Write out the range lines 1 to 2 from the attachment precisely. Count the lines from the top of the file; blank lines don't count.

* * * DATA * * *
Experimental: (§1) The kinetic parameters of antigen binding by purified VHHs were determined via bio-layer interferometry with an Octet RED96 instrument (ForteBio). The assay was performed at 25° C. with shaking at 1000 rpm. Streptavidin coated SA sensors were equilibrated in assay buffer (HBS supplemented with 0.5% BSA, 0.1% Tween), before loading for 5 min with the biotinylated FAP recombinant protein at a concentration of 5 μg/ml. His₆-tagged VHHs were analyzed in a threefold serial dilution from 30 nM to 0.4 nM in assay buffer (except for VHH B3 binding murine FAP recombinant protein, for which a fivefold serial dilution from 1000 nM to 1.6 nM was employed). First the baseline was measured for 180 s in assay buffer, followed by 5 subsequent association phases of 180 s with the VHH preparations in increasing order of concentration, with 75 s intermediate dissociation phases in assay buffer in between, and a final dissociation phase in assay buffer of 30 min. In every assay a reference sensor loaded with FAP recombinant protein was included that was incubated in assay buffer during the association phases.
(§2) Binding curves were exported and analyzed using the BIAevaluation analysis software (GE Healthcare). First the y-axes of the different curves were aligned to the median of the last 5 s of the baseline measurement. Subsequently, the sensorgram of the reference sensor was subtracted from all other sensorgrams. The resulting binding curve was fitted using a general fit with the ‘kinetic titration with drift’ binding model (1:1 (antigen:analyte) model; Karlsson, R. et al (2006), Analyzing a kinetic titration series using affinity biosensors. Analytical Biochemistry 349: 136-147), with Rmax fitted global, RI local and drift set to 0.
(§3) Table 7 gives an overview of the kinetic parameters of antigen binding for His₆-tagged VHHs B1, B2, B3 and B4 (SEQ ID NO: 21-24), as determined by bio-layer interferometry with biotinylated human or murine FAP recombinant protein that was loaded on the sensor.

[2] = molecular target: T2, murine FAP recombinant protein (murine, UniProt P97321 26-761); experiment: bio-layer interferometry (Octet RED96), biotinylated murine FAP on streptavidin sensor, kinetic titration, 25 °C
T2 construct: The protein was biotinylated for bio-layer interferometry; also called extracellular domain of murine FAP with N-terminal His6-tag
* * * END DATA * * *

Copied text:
Experimental: (§1) The kinetic parameters of antigen binding by purified VHHs were determined via bio-layer interferometry with an Octet RED96 instrument (ForteBio). The assay was performed at 25° C. with shaking at 1000 rpm. Streptavidin coated SA sensors were equilibrated in assay buffer (HBS supplemented with 0.5% BSA, 0.1% Tween), before loading for 5 min with the biotinylated FAP recombinant protein at a concentration of 5 μg/ml. His₆-tagged VHHs were analyzed in a threefold serial dilution from 30 nM to 0.4 nM in assay buffer (except for VHH B3 binding murine FAP recombinant protein, for which a fivefold serial dilution from 1000 nM to 1.6 nM was employed). First the baseline was measured for 180 s in assay buffer, followed by 5 subsequent association phases of 180 s with the VHH preparations in increasing order of concentration, with 75 s intermediate dissociation phases in assay buffer in between, and a final dissociation phase in assay buffer of 30 min. In every assay a reference sensor loaded with FAP recombinant protein was included that was incubated in assay buffer during the association phases.
(§2) Binding curves were exported and analyzed using the BIAevaluation analysis software (GE Healthcare). First the y-axes of the different curves were aligned to the median of the last 5 s of the baseline measurement. Subsequently, the sensorgram of the reference sensor was subtracted from all other sensorgrams. The resulting binding curve was fitted using a general fit with the ‘kinetic titration with drift’ binding model (1:1 (antigen:analyte) model; Karlsson, R. et al (2006), Analyzing a kinetic titration series using affinity biosensors. Analytical Biochemistry 349: 136-147), with Rmax fitted global, RI local and drift set to 0.